What causes brain fog? Women are concerned about this potential COVID side effect

Here's what the experts want you to know if you're wondering what causes brain fog

woman touching head, looking sad, clouds, depicting brain fog, what causes brain fog?
(Image credit: Getty Images/Ponomariova_Maria)

What causes brain fog? Women are starting to suspect that COVID-19 is responsible for a fuzzy memory and difficulty concentrating. 

As if the virus has not presented us with enough side effects—can COVID cause hair loss and can the COVID vaccine delay your period are two recent issues that have piqued our interest—now we're starting to stress about our cognitive function. (Wait, what was on that grocery list again?)

Before assuming the worst, take a step back. We spoke to Dr. Andrew E. Budson, the chief of cognitive and behavioral neurology at the Veterans Affairs Boston Healthcare System, a lecturer in neurology at Harvard Medical School and the chair of the Science of Learning Innovation Group at the Harvard Medical School Academy.  

Here's what you need to know about COVID-related brain fog. 

What causes brain fog? Is COVID to blame?

We questioned "Is the pandemic aging our brain? and now we're wondering if this coronavirus is the reason we've become so forgetful. 

Though many women who have recovered from COVID assume their brain fog is a direct result of the virus, Dr. Budson recommends confirming with a professional before making assumptions. 

"The COVID infection most frequently causes non-specific changes in the brain that are difficult to determine and might not be seen on MRI scans," he says. "Reach out to a primary care doctor and make sure there's no obvious cause of the brain fog." 

He explains that there could be underlying problems that have gone unnoticed, including thyroid issues or perhaps a vitamin deficiency that was exacerbated by the virus. 

Although there is not a concrete reason pinpointing how COVID and brain fog intertwines, according to Hackensack Meridian Health, cognitive issues can possibly be a result of lung problems that caused a lack of blood in the bloodstream or bodily injuries, per Dr. Budson. 

Your best bet is to always seek advice from a medical professional before assuming anything and self-diagnosing. 

What are symptoms of brain fog?

Brain frog presents issues with thinking, concentrating and remembering. It is not entirely unlikely that you cannot recall something you just read or find it hard to concentrate during morning Zoom calls.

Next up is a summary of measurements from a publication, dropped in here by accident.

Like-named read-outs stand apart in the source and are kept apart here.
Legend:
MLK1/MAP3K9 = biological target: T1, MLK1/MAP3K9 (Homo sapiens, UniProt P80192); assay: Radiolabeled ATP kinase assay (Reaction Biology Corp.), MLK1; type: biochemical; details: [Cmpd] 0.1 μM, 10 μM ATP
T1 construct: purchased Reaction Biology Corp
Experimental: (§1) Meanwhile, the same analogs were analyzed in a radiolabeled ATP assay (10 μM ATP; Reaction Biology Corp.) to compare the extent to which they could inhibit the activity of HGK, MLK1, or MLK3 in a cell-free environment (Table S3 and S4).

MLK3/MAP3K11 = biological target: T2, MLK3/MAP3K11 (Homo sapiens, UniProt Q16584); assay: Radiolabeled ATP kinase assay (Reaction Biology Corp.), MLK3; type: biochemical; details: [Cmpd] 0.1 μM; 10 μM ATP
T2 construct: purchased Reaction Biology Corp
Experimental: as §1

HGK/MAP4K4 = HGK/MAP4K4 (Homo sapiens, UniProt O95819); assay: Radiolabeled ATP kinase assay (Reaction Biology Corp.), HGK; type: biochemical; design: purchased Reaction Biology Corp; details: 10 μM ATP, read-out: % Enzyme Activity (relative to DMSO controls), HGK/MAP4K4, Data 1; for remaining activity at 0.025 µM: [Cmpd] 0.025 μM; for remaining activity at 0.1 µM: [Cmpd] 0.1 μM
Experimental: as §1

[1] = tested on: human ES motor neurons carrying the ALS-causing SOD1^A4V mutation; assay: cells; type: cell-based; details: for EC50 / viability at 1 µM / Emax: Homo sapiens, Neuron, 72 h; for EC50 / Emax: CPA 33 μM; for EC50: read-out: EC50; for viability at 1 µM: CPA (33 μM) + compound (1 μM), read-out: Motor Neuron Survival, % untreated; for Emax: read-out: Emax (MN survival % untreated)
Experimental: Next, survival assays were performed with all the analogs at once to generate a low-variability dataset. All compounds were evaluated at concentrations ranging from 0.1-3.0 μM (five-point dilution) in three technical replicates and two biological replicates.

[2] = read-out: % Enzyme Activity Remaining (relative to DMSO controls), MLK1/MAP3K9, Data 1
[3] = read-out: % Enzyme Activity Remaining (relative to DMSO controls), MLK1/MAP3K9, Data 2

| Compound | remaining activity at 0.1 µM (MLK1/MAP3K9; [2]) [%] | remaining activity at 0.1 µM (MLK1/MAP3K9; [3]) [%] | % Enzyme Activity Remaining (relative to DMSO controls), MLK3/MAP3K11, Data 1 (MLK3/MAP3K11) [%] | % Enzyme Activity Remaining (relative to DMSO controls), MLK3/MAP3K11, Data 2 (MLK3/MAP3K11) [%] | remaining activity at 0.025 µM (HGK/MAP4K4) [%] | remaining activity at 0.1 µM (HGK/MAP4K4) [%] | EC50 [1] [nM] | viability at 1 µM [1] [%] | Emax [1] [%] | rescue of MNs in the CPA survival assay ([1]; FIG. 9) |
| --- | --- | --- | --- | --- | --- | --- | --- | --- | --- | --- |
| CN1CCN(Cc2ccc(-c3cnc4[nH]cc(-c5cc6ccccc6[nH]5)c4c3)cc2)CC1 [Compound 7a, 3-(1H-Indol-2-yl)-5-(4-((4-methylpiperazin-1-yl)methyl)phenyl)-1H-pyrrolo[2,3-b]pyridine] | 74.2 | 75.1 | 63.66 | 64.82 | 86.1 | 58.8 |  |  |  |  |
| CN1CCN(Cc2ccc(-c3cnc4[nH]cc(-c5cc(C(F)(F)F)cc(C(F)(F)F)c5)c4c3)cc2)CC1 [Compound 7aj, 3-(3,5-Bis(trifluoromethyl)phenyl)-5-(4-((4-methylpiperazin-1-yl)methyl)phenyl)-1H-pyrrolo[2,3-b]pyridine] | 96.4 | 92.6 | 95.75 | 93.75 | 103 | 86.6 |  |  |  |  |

Other possibilities you might be experiencing with brain fog, according to Hackensack Meridian Health, include: 

  • Losing your train of thought
  • Finding the right words
  • Taking more time to complete tasks 

How to treat brain fog

Dr. Budson recommends it's always best to listen to your body and not overexert yourself. 

His top tips include: getting a good night's rest (get better sleep with these expert-backed tips), participating in about 30 minutes of aerobic exercise per day if you're able (here's the best time to exercise, according to pros), and eating a Mediterranean diet of fish, olive oil, avocados, fruits and vegetables, among other foods. 

"The good news is that most people who experience this COVID-related trouble recover within a matter of weeks or months," Dr. Budson says. 

According to other experts, if you're wondering how to deal with brain fog, lower your screen time, drink more water and get rid of distractions (a.k.a. social media). 

Although a little fogginess is not uncommon and will likely go away, always confirm what you're feeling with a medical professional, as people experience COVID-19 and other viruses differently. 

Danielle Valente
Digital News Writer

Need a TV show recommendation? Maybe a few decor tips? Danielle, a digital news writer at Future, has you covered. Her work appears throughout the company’s lifestyle brands, including My Imperfect Life, Real Homes, and woman&home. Mainly, her time is spent at My Imperfect Life, where she’s attuned to the latest entertainment trends and dating advice for Gen Z.

Before her time at Future, Danielle was the editor of Time Out New York Kids, where she got to experience the best of the city from the point of view of its littlest residents. Before that, she was a news editor at Elite Daily. Her work has also appeared in Domino, Chowhound, and amNewYork, to name a few. 

When Danielle’s not writing, you can find her testing out a new recipe, reading a book (suggestions always welcome), or rearranging the furniture in her apartment…again.